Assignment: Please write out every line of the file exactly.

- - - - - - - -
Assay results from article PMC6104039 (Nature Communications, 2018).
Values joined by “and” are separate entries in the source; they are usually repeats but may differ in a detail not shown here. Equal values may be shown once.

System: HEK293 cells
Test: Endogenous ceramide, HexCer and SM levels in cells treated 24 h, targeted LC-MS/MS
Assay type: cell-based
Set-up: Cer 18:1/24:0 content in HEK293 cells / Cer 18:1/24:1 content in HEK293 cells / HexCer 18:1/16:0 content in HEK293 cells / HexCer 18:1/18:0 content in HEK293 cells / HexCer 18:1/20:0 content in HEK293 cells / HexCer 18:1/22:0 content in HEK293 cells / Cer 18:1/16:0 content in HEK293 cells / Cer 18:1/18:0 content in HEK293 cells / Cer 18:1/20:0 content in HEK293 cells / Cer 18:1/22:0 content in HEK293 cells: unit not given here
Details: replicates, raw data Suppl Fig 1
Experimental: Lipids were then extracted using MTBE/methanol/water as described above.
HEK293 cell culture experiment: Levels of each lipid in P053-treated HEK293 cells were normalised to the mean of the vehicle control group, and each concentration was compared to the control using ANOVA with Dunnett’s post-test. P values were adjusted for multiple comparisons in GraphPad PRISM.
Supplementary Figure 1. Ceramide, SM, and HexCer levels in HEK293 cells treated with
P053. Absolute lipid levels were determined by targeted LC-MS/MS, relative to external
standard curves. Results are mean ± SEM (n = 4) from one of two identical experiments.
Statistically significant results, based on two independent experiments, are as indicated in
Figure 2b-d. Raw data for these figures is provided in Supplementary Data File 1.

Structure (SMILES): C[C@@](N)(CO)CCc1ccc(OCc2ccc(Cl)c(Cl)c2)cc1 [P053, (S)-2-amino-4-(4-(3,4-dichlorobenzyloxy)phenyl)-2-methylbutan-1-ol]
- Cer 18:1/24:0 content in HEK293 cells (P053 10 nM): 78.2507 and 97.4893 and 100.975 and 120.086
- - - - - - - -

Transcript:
Assay results from article PMC6104039 (Nature Communications, 2018).
Values joined by “and” are separate entries in the source; they are usually repeats but may differ in a detail not shown here. Equal values may be shown once.

System: HEK293 cells
Test: Endogenous ceramide, HexCer and SM levels in cells treated 24 h, targeted LC-MS/MS
Assay type: cell-based
Set-up: Cer 18:1/24:0 content in HEK293 cells / Cer 18:1/24:1 content in HEK293 cells / HexCer 18:1/16:0 content in HEK293 cells / HexCer 18:1/18:0 content in HEK293 cells / HexCer 18:1/20:0 content in HEK293 cells / HexCer 18:1/22:0 content in HEK293 cells / Cer 18:1/16:0 content in HEK293 cells / Cer 18:1/18:0 content in HEK293 cells / Cer 18:1/20:0 content in HEK293 cells / Cer 18:1/22:0 content in HEK293 cells: unit not given here
Details: replicates, raw data Suppl Fig 1
Experimental: Lipids were then extracted using MTBE/methanol/water as described above.
HEK293 cell culture experiment: Levels of each lipid in P053-treated HEK293 cells were normalised to the mean of the vehicle control group, and each concentration was compared to the control using ANOVA with Dunnett’s post-test. P values were adjusted for multiple comparisons in GraphPad PRISM.
Supplementary Figure 1. Ceramide, SM, and HexCer levels in HEK293 cells treated with
P053. Absolute lipid levels were determined by targeted LC-MS/MS, relative to external
standard curves. Results are mean ± SEM (n = 4) from one of two identical experiments.
Statistically significant results, based on two independent experiments, are as indicated in
Figure 2b-d. Raw data for these figures is provided in Supplementary Data File 1.

Structure (SMILES): C[C@@](N)(CO)CCc1ccc(OCc2ccc(Cl)c(Cl)c2)cc1 [P053, (S)-2-amino-4-(4-(3,4-dichlorobenzyloxy)phenyl)-2-methylbutan-1-ol]
- Cer 18:1/24:0 content in HEK293 cells (P053 10 nM): 78.2507 and 97.4893 and 100.975 and 120.086